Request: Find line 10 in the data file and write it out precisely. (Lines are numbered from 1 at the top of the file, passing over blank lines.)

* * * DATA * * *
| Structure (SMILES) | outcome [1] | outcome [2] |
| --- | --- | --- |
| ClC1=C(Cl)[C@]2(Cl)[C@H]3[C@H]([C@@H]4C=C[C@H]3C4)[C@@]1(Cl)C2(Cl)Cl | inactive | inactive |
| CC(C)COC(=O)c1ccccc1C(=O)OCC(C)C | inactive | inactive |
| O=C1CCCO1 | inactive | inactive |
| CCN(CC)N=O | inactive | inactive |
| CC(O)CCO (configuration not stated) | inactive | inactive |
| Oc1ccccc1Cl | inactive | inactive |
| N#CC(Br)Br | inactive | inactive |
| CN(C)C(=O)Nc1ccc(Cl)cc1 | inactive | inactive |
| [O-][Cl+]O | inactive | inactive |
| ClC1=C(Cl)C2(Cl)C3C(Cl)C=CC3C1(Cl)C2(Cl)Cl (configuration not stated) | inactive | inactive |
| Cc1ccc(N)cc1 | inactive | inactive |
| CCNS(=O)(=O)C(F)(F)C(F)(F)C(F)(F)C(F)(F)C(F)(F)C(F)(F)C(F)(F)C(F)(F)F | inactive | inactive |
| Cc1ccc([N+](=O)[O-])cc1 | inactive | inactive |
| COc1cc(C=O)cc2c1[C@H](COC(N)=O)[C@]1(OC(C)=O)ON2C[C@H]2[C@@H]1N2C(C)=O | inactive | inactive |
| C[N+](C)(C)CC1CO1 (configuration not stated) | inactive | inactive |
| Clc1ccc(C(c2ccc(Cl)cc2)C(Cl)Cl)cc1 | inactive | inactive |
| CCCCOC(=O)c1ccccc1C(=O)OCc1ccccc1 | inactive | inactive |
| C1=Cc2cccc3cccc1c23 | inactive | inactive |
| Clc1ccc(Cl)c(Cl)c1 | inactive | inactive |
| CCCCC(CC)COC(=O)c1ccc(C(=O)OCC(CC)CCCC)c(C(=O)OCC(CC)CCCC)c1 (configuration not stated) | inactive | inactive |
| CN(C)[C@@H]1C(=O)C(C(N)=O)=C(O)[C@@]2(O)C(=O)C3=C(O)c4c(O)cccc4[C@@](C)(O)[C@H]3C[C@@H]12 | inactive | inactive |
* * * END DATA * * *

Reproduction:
| CN(C)C(=O)Nc1ccc(Cl)cc1 | inactive | inactive |